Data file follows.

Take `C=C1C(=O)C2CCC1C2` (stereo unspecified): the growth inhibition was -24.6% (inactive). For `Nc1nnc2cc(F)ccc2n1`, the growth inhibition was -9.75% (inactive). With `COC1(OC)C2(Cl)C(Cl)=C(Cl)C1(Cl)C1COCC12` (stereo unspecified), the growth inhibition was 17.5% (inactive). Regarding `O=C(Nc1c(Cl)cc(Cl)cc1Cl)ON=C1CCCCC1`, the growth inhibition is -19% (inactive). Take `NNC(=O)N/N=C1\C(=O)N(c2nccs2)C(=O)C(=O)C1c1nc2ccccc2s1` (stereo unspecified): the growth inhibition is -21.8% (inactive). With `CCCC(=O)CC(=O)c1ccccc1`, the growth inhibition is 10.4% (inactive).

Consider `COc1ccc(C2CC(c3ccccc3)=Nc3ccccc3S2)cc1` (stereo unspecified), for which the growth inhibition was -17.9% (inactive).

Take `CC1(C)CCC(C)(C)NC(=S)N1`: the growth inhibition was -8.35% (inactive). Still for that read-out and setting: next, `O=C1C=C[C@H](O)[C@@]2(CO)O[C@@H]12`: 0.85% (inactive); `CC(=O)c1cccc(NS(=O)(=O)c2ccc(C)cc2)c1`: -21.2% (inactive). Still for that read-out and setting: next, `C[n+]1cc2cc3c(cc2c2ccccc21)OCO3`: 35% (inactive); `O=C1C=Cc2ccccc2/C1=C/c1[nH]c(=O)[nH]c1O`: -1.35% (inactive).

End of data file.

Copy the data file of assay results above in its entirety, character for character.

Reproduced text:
Take `C=C1C(=O)C2CCC1C2` (stereo unspecified): the growth inhibition was -24.6% (inactive). For `Nc1nnc2cc(F)ccc2n1`, the growth inhibition was -9.75% (inactive). With `COC1(OC)C2(Cl)C(Cl)=C(Cl)C1(Cl)C1COCC12` (stereo unspecified), the growth inhibition was 17.5% (inactive). Regarding `O=C(Nc1c(Cl)cc(Cl)cc1Cl)ON=C1CCCCC1`, the growth inhibition is -19% (inactive). Take `NNC(=O)N/N=C1\C(=O)N(c2nccs2)C(=O)C(=O)C1c1nc2ccccc2s1` (stereo unspecified): the growth inhibition is -21.8% (inactive). With `CCCC(=O)CC(=O)c1ccccc1`, the growth inhibition is 10.4% (inactive).

Consider `COc1ccc(C2CC(c3ccccc3)=Nc3ccccc3S2)cc1` (stereo unspecified), for which the growth inhibition was -17.9% (inactive).

Take `CC1(C)CCC(C)(C)NC(=S)N1`: the growth inhibition was -8.35% (inactive). Still for that read-out and setting: next, `O=C1C=C[C@H](O)[C@@]2(CO)O[C@@H]12`: 0.85% (inactive); `CC(=O)c1cccc(NS(=O)(=O)c2ccc(C)cc2)c1`: -21.2% (inactive). Still for that read-out and setting: next, `C[n+]1cc2cc3c(cc2c2ccccc21)OCO3`: 35% (inactive); `O=C1C=Cc2ccccc2/C1=C/c1[nH]c(=O)[nH]c1O`: -1.35% (inactive).